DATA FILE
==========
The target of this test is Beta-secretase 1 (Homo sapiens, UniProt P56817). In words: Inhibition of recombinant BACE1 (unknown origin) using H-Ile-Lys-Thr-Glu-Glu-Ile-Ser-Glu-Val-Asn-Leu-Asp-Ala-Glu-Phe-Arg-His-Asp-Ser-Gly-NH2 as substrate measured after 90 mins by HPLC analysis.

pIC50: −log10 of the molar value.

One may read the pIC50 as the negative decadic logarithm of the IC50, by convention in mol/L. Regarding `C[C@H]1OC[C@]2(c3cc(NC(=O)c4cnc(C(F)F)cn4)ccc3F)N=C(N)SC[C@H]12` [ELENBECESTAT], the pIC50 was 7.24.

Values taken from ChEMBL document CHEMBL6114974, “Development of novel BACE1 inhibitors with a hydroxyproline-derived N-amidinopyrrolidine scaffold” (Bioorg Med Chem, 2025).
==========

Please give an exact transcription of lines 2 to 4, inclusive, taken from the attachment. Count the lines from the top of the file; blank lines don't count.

pIC50: −log10 of the molar value.

One may read the pIC50 as the negative decadic logarithm of the IC50, by convention in mol/L. Regarding `C[C@H]1OC[C@]2(c3cc(NC(=O)c4cnc(C(F)F)cn4)ccc3F)N=C(N)SC[C@H]12` [ELENBECESTAT], the pIC50 was 7.24.

Values taken from ChEMBL document CHEMBL6114974, “Development of novel BACE1 inhibitors with a hydroxyproline-derived N-amidinopyrrolidine scaffold” (Bioorg Med Chem, 2025).